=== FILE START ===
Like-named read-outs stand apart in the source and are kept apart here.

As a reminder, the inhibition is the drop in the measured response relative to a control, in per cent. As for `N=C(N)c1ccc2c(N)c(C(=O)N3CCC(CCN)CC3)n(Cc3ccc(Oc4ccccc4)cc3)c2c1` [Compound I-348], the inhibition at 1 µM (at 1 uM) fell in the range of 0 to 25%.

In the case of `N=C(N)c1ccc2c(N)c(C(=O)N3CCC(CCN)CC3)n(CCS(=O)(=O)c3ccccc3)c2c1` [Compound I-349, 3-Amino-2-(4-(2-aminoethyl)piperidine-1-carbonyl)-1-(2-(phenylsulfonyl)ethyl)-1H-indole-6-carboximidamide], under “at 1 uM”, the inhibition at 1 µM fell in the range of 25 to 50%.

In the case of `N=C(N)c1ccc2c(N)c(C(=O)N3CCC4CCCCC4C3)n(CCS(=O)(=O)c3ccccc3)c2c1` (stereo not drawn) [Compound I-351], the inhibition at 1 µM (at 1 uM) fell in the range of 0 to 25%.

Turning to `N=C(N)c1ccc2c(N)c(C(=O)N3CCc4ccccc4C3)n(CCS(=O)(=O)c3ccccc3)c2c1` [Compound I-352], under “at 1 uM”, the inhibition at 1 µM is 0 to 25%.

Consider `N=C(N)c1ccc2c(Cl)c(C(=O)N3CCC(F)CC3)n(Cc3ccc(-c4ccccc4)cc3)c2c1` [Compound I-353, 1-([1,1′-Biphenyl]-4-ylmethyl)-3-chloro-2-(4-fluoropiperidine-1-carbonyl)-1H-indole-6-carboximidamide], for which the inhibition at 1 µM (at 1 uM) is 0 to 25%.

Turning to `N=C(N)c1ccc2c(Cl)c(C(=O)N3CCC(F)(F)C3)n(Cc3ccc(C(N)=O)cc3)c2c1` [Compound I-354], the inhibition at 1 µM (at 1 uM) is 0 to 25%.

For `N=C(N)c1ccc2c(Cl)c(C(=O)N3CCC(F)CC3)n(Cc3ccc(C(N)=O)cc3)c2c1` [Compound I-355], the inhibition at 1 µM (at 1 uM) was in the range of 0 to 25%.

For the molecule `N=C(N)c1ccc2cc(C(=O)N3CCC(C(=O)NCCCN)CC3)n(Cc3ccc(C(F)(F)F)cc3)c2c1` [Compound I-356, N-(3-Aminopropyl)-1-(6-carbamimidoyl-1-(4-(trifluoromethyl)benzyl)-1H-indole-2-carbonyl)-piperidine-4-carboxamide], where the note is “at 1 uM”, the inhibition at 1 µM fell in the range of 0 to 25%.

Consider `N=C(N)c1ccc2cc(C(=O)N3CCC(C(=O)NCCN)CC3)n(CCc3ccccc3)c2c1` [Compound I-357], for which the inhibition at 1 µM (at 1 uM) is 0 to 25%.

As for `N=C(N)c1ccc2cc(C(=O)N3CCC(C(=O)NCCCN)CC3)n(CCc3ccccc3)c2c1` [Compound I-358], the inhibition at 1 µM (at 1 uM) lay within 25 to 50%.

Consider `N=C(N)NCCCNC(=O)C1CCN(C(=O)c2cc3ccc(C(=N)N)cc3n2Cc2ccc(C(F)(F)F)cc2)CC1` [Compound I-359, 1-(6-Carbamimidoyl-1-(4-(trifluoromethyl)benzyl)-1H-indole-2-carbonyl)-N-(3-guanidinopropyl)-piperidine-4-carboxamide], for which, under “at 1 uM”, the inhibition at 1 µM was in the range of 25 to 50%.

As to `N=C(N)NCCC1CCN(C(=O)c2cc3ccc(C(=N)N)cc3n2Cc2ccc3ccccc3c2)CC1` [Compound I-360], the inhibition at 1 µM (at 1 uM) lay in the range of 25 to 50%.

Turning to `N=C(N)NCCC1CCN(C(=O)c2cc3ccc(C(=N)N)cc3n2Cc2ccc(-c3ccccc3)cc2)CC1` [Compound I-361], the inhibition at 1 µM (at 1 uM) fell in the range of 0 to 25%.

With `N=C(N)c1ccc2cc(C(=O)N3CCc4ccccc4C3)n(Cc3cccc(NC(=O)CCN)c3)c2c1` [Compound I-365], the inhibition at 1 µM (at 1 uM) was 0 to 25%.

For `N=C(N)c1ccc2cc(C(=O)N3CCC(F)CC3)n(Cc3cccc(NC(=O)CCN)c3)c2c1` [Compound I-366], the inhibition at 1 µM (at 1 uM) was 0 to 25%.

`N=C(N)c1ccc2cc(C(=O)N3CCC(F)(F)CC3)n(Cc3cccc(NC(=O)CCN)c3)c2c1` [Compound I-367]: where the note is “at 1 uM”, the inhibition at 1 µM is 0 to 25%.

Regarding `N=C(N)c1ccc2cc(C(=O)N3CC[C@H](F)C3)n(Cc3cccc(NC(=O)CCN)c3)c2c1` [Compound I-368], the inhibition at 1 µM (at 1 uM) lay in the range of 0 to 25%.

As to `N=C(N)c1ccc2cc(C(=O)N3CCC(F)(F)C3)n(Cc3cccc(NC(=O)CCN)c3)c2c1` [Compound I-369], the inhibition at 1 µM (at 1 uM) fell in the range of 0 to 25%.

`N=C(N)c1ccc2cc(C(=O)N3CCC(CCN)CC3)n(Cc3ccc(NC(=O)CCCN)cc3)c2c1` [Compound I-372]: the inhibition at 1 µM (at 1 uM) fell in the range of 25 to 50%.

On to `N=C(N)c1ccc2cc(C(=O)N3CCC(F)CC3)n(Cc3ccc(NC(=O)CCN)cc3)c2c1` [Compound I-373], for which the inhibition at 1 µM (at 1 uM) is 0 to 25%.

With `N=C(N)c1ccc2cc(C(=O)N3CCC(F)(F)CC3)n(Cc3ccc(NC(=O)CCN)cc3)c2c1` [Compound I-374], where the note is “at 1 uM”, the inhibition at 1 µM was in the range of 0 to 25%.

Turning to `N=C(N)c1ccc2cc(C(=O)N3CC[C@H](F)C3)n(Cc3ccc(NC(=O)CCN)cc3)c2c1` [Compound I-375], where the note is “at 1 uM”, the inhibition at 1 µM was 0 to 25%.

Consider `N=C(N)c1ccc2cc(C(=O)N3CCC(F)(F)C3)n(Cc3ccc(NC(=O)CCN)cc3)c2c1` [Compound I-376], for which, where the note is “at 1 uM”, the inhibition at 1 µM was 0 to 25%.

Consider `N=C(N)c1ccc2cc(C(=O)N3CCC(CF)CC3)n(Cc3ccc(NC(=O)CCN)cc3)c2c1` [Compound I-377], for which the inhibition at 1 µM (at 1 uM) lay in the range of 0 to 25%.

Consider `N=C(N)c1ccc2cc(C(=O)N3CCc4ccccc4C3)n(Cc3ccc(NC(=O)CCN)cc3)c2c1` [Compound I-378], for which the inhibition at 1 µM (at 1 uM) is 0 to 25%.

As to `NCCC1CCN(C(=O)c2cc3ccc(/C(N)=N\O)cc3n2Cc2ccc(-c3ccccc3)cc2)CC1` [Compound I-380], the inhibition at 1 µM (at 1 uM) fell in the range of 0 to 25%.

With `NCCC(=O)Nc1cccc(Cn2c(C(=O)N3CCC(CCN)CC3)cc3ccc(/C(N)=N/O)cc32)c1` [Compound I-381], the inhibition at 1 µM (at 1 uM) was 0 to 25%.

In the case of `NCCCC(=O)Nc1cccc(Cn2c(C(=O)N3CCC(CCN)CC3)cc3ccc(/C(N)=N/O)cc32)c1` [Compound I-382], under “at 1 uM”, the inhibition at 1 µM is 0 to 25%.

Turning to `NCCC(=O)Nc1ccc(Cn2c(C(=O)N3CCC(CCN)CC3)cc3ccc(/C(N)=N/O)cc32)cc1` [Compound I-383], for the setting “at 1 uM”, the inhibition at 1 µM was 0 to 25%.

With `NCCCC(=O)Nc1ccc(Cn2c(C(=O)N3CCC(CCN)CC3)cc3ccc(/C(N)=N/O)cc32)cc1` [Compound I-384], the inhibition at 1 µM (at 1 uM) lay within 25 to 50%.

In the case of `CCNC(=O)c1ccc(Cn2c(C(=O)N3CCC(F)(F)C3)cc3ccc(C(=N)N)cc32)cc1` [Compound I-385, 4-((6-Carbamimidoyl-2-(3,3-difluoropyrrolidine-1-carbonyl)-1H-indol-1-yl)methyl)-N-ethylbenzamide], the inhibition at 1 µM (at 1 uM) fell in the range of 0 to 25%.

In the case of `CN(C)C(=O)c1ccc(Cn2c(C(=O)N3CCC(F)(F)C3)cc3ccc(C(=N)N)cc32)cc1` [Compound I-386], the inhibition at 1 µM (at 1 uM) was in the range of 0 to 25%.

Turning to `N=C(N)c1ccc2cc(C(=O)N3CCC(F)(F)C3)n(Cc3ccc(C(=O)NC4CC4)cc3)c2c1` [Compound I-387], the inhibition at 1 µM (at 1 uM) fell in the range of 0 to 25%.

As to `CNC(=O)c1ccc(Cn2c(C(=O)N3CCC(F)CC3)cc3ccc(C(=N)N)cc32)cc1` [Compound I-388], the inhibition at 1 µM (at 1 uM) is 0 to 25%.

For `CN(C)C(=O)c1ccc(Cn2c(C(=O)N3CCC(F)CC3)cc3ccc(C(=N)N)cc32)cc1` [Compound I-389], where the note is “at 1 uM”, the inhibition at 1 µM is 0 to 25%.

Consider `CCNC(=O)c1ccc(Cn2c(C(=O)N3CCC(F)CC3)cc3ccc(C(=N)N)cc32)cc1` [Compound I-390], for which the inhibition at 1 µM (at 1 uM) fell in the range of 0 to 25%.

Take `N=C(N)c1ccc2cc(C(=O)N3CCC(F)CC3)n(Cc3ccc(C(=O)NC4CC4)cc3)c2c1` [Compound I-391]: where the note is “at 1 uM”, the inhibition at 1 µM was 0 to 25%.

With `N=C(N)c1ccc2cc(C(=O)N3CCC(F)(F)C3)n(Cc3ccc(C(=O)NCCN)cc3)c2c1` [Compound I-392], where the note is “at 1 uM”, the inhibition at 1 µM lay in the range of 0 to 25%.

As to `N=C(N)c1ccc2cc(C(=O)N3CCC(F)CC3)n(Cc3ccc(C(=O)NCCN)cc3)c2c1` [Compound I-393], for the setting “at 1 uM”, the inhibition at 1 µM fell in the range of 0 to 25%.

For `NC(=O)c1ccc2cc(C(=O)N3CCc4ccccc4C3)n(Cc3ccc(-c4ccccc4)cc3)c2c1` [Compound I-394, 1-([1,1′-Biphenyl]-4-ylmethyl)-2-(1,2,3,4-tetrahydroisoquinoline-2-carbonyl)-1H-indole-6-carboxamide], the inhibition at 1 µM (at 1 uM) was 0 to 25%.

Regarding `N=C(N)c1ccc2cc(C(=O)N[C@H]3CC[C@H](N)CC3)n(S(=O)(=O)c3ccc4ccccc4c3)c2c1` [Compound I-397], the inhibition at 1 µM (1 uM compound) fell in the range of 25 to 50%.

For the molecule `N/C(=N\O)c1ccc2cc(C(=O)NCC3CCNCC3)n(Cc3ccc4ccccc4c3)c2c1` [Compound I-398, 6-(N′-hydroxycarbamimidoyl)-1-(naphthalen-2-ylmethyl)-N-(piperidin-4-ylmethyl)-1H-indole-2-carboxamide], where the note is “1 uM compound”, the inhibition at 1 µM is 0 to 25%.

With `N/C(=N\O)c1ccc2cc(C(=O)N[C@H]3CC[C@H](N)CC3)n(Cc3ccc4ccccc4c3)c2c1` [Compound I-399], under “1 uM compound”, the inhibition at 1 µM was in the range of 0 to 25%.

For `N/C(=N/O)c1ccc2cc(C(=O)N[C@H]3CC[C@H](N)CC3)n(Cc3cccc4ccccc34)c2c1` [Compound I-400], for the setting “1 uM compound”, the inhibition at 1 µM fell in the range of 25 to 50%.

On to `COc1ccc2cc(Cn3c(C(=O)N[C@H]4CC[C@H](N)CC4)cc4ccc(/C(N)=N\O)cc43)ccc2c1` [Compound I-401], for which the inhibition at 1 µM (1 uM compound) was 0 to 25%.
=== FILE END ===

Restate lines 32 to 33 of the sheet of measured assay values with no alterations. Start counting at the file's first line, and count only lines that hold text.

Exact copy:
In the case of `CCNC(=O)c1ccc(Cn2c(C(=O)N3CCC(F)(F)C3)cc3ccc(C(=N)N)cc32)cc1` [Compound I-385, 4-((6-Carbamimidoyl-2-(3,3-difluoropyrrolidine-1-carbonyl)-1H-indol-1-yl)methyl)-N-ethylbenzamide], the inhibition at 1 µM (at 1 uM) fell in the range of 0 to 25%.

In the case of `CN(C)C(=O)c1ccc(Cn2c(C(=O)N3CCC(F)(F)C3)cc3ccc(C(=N)N)cc32)cc1` [Compound I-386], the inhibition at 1 µM (at 1 uM) was in the range of 0 to 25%.